Easing the Distress of Major Surgery: Part I
Shannon Gill, Denver, Colorado
Originally published in Close to the Heart (LLL Asia & Middle East’s periodical magazine) Vol 17, No. 1.
Last July, my husband and I were dreading the 7,000-mile flight with our 17-month-old son from Hong Kong to Seattle. It wasn’t the flight itself we were dreading (although flying with an active toddler is never a treat), it was what lay ahead of us once we arrived in the U.S. Just a few weeks earlier, Hunter had been diagnosed with a rare condition called craniosynostosis, and he was facing scary and invasive cranial surgery to correct it.
The first few months of Hunter’s life were far from easy. He was born in Hong Kong after a long but glorious drug-free labor. He latched almost immediately after he was placed on my chest, and it seemed that our breastfeeding relationship was off to a wonderful start. However, over the first few months of his life we battled reflux, colic, poor sleep, around-the-clock breastfeeding, clogged ducts and mastitis. I knew something was not right, and my own research helped me to identify a severe posterior tongue-tie. Once that was corrected, our breastfeeding relationship quickly improved.
Everything was great for several months. Hunter continued to have a large head (above the 99thpercentile), but we never gave that much thought because he was also consistently above the 95thpercentile for height and weight. Furthermore, none of the physicians who Hunter saw for well baby visits ever mentioned anything about his large and long (rather than round) head.
Then, at Hunter’s 15-month checkup, the practitioner (almost just in passing) noted his prominent forehead and that there was a raised ridge running vertically down the middle of his skull. He commented that Hunter “might just have a big head” and suggested that we should simply keep an eye on it and follow up in a few years with a neurosurgeon.
These observations were unsettling and we were not content to wait for a few years. Once home, I began searching the Internet for clues. My Google searches consistently returned results for one condition over and over: sagittal craniosynostosis. Looking at images of children with the condition made my heart sink. I immediately made contact with a specialist educational and awareness organization, and their representative quickly confirmed from photos that Hunter looked like “a typical sagittal synostosis child.”
As the tears filled my eyes, I picked Hunter up and began to nurse him. It was my happy place, and in that moment of uncertainty it was the only thing that felt right. Oblivious to anything being wrong, Hunter happily nursed as I apologized profusely for not knowing sooner. I remember kissing away my salty tears that had fallen on his perfectly imperfect head and stroking the raised ridge that lay hidden under his beautiful and soft red hair.
Craniosynostosis is a birth defect that occurs in one in 2,000 live births. In a nutshell, it means the premature fusion of one or more of the fibrous sutures of an infant’s skull. In Hunter’s case, the sagittal suture, which runs down the middle of the skull from the back fontanelle to the front, had fused too early, most likely in utero. This had caused his head to grow long and narrow and his forehead to protrude. It is a progressive deformity and as the brain continues to grow, the abnormal skull shape becomes more pronounced, leading to increased intracranial pressure, which can cause a myriad of neurological issues.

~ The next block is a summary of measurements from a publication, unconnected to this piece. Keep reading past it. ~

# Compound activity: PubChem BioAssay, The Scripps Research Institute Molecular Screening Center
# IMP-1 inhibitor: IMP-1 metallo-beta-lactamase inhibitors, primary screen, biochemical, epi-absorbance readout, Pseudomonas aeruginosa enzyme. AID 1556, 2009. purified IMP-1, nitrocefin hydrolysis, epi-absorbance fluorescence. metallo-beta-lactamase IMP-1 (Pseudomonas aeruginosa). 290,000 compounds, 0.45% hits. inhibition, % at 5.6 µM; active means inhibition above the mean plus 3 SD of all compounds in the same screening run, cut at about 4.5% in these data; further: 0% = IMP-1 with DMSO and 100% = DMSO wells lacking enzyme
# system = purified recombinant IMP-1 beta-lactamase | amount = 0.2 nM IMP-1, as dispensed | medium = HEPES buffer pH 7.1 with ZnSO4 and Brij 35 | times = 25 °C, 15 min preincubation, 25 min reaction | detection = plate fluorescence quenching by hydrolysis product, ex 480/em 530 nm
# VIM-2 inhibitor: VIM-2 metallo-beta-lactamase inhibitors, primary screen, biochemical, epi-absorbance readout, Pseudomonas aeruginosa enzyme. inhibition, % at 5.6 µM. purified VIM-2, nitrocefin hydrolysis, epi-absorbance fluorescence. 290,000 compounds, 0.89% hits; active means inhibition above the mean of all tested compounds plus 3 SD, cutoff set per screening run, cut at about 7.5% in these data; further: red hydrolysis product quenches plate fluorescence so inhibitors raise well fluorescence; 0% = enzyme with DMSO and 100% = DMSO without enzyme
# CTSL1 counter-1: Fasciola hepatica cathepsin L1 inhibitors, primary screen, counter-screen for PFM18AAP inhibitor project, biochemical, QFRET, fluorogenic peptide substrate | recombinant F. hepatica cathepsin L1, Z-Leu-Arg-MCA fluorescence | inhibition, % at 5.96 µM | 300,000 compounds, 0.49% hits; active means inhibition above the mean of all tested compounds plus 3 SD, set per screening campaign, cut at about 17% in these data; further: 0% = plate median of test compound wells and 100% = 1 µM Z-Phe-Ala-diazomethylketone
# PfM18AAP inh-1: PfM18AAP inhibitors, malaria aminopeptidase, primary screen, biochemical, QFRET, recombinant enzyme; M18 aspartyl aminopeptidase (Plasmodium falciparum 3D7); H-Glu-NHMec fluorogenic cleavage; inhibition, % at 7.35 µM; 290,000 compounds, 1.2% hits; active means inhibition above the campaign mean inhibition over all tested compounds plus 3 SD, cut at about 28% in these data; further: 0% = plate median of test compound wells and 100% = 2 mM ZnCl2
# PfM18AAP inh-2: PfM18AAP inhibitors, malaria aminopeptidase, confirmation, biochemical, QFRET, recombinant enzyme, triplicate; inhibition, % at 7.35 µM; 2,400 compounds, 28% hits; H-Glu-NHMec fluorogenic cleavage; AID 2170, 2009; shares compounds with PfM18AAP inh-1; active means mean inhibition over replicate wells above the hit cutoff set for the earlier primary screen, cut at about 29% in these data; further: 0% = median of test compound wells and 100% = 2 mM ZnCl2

In the coming days, we made arrangements for Hunter to be seen at Seattle Children’s Hospital, at its world-renowned craniofacial unit. Once there, a physical examination and CT scan confirmed a diagnosis of sagittal synostosis. Thankfully, all of Hunter’s testing showed that his brain was not currently under any increased pressure, so the decision to proceed with corrective surgery immediately was at our discretion. But the severity of the conditions that might result if we did not proceed (such as blindness, hearing loss, migraines and seizures, and developmental and learning delays) meant that we never had any doubts about going ahead with the surgery as soon as possible. We were given a surgery date three months in the future. My husband had to return to work in China until nearer the surgery date, while Hunter and I stayed with family in Seattle.
Hunter would undergo a procedure called Cranial Vault Reconstruction (CVR). Basically, his skull plates would be removed, reshaped and then reaffixed using dissolvable plates and screws, resulting in a more normal head shape and ensuring his brain had plenty of room to continue to grow. Naturally, I had many concerns regarding this surgery. As a passionate breastfeeding mother, many of these concerns revolved around breastfeeding. When would I be able to breastfeed Hunter afterwards? Would the hospital allow it? Would he want to? How would I express milk during surgery and maintain supply afterwards if he didn’t want to breastfeed?
Editor’s Note: Shannon and Hunter’s story will continue in next week’s blog post, which will be published July 30.
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